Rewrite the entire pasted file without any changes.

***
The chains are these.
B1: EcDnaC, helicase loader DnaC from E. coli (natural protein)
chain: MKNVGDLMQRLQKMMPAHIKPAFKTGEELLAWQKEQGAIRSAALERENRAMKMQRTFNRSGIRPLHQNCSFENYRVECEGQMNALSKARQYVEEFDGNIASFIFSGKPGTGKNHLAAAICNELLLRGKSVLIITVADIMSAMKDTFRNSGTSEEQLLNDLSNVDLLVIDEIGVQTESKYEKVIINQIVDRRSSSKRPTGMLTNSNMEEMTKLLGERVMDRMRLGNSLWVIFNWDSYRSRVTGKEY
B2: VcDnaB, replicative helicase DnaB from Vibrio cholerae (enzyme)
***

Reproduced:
The chains are these.
B1: EcDnaC, helicase loader DnaC from E. coli (natural protein)
chain: MKNVGDLMQRLQKMMPAHIKPAFKTGEELLAWQKEQGAIRSAALERENRAMKMQRTFNRSGIRPLHQNCSFENYRVECEGQMNALSKARQYVEEFDGNIASFIFSGKPGTGKNHLAAAICNELLLRGKSVLIITVADIMSAMKDTFRNSGTSEEQLLNDLSNVDLLVIDEIGVQTESKYEKVIINQIVDRRSSSKRPTGMLTNSNMEEMTKLLGERVMDRMRLGNSLWVIFNWDSYRSRVTGKEY
B2: VcDnaB, replicative helicase DnaB from Vibrio cholerae (enzyme)